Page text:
HC Deb 28 February 1939 vol 344 cc1057-9
15. Mr. Rickards

asked the President of the Board of Trade whether he is aware of the increasing importation of foreign silk, artificial silk, and cotton labels, ribbons, and bindings at prices below the manufacturing costs of British manufacturers; and whether he will take steps, by quota or otherwise, to protect British employment against this uneconomic competition?

Mr. Stanley

I am aware that there has been some increase in the imports of ribbons of artificial silk mixed with other materials, but the imports of the other goods to which my hon. Friend refers appear, from the available statistics, to have declined. I have no power to impose a quota restriction on imports of such goods and any question of an increase in the rate of duty is a matter for consideration, in the first instance, by the Import Duties Advisory Committee.

Mr. R. Gibson

Can the right hon. Gentleman say whether the importation of these goods is affecting the production and sale of similar woollen goods in this country?

12. Captain Strickland

asked the President of the Board of Trade whether he will make an Order, under the Merchandise Marks Act, 1926, that all imported silk, artificial silk, or cotton labels shall be marked with indications of origin between each label, as is the case with such labels imported into France and the United States of America?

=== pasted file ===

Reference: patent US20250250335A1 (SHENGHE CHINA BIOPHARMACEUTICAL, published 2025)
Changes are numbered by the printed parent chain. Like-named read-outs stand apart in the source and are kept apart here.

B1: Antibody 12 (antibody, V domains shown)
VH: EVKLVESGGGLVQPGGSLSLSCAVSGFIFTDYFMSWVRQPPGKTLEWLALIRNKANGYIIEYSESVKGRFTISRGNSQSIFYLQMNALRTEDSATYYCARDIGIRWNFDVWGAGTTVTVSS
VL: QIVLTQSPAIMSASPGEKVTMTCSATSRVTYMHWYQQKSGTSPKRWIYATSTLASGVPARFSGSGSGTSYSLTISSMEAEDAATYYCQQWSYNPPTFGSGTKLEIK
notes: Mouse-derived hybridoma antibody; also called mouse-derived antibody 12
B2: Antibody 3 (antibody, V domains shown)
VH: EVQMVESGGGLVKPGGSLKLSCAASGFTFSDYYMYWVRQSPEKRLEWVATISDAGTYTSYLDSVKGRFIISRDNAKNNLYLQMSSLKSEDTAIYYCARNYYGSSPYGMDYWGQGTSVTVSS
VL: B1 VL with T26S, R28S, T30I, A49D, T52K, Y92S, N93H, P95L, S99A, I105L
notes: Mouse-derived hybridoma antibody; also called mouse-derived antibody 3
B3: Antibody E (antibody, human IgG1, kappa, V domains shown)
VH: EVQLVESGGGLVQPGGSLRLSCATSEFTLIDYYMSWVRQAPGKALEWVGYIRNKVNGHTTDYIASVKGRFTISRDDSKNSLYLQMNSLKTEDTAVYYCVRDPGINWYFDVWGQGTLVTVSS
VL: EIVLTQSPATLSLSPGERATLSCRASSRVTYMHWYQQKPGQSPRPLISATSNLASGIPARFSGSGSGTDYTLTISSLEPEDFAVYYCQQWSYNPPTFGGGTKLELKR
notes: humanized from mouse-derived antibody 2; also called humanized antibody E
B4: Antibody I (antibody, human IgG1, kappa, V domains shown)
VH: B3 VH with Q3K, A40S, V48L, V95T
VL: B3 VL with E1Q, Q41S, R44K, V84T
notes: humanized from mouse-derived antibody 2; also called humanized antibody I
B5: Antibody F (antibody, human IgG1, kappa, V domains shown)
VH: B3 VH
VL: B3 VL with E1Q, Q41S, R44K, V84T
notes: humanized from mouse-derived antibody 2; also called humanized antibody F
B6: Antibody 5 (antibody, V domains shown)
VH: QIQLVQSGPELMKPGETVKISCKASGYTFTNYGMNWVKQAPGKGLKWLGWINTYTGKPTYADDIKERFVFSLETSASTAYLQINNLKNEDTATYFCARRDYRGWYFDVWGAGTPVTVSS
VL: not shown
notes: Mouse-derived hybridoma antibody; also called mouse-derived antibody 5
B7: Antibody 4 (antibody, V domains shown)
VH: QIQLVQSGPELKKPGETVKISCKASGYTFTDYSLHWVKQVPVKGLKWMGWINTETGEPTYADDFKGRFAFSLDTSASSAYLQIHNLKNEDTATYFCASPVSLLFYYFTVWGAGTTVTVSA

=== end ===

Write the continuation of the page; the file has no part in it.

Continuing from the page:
Mr. Stanley

The Statutory Committee on Merchandise Marks considered and rejected the form of marking which my hon. and gallant Friend suggests, and unless new evidence can be produced that was not available to the Committee when they reported on this question, I should not feel justified in asking them to reconsider it.

Captain Strickland

Does my right hon. Friend not realise that the present system of marking enables imported goods to have that marking easily removed?

Mr. Stanley

That is one of the questions the Statutory Committee considered when they rejected the proposal. If my hon. and gallant Friend has any new evidence I shall be glad to consider it.

Mr. R. Gibson

Do the same considerations apply to woollen goods as to these goods?

13. Captain Strickland

asked the President of the Board of Trade how many prosecutions have been undertaken by his Department during the past five years to 31st December, 1938, against importers and merchants, respectively, for evasions of the provisions of Section 8 of the Merchandise Marks Act, 1926, by the removal, alteration, or obliteration of indications of origin in the case of imported silk, artificial silk, or cotton labels, ribbons, and bindings?

Mr. Stanley

Section 8 of the Merchandise Marks Act, 1926, is not applicable to woven labels, as the Order applying to such labels does not require them to be marked on their importation or exposure for sale wholesale. There has been no prosecution by the Board of Trade for offences under this Section in respect of ribbons, but prosecutions under the Act may be, and usually are, taken by the trading interests concerned, and, in that event, the prosecution might not come to my notice. The Order applying to bindings came into force only at the end of last year.